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From the Archives: Shirley Chisholm, 80; Ran for President, Served 13 Years in Congress

Shirley Chisholm shown in 1971.
Shirley Chisholm shown in 1971.
(AP Photo)

Shirley Chisholm, the first black woman elected to Congress and the first African American to seek a major party nomination for president, has died. She was 80.

Chisholm died Saturday night at her home in Ormond Beach, Fla. The cause of death was not immediately known, but she had been in failing health for some time.

“She was an activist ... and a woman of great courage,” the Rev. Jesse Jackson said in a statement Monday that was posted on the Operation PUSH website. “She refused to accept the ordinary. She had high expectations for herself and the people around her.”

A strong, independent voice for the underprivileged in New York City’s 12th Congressional District, which she represented for 13 years, Chisholm was elected to the House of Representatives in 1969.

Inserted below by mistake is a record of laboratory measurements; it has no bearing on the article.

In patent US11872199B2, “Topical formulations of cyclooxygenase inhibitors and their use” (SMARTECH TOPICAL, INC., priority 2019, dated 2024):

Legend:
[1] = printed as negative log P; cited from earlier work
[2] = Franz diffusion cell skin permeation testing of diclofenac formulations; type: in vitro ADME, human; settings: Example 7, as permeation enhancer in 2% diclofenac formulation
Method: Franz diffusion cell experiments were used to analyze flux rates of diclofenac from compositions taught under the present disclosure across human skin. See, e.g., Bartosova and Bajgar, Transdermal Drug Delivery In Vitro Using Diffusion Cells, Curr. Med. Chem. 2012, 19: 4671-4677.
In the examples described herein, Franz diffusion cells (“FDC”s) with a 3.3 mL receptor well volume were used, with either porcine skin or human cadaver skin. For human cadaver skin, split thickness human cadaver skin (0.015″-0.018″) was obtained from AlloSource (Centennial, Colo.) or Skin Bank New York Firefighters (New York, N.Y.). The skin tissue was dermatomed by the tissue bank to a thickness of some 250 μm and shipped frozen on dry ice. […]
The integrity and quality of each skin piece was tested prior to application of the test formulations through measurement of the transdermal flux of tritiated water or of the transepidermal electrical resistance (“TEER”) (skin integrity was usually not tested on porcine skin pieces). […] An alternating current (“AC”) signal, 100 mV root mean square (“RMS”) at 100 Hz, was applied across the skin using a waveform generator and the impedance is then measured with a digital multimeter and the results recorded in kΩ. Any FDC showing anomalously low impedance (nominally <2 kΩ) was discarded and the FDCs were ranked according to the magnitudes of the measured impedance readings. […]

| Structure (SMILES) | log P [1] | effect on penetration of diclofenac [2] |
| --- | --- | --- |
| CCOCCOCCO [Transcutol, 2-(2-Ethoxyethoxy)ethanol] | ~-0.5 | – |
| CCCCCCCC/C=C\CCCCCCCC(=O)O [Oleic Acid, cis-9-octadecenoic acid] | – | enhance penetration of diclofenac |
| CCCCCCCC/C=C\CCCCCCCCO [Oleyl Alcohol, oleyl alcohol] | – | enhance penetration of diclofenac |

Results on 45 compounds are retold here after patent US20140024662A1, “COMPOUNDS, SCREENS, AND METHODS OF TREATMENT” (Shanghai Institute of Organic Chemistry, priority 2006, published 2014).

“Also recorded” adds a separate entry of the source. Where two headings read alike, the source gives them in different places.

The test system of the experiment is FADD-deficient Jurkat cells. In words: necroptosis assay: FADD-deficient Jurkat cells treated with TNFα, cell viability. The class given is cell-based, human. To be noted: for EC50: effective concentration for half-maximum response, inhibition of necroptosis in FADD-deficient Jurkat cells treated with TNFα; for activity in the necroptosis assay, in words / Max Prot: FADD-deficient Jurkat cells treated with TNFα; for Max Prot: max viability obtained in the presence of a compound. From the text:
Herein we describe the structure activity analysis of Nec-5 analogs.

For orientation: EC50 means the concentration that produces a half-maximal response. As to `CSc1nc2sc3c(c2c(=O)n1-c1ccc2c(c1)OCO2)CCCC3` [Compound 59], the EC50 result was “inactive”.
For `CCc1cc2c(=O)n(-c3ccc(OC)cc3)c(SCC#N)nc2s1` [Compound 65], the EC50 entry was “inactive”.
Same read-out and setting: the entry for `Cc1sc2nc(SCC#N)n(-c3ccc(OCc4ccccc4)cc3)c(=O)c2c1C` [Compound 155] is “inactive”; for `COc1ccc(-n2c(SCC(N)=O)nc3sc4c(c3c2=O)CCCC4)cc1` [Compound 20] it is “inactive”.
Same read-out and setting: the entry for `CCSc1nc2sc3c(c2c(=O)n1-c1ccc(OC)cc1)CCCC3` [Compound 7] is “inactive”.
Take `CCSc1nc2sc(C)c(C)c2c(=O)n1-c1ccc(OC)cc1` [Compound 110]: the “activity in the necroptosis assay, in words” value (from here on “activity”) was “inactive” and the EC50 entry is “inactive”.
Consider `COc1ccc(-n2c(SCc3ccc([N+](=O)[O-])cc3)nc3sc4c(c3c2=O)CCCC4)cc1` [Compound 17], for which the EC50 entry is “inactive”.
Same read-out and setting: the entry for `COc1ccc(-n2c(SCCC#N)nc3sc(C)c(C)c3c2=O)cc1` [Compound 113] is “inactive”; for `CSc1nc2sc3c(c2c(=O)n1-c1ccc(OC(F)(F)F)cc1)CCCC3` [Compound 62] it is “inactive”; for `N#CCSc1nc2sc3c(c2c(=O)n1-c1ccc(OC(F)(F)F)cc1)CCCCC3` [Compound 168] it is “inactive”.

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In 1972, she ran a largely symbolic campaign for the Democratic Party’s nomination for president, pressing her antiwar and aid for the disenfranchised agenda.

She won no primaries but stayed in the race into the party’s convention and ended up with 152 delegates before withdrawing. George McGovern, the South Dakota senator, was the party’s standard bearer that year but lost in a landslide to President Nixon.

Chisholm later wrote in her memoir, “The Good Fight,” that she made her historic campaign because “someone had to do it first.”

“In this country everybody is supposed to be able to run for president, but that’s never really been true. I ran because most people think this country is not ready for a black candidate, not ready for a woman candidate.”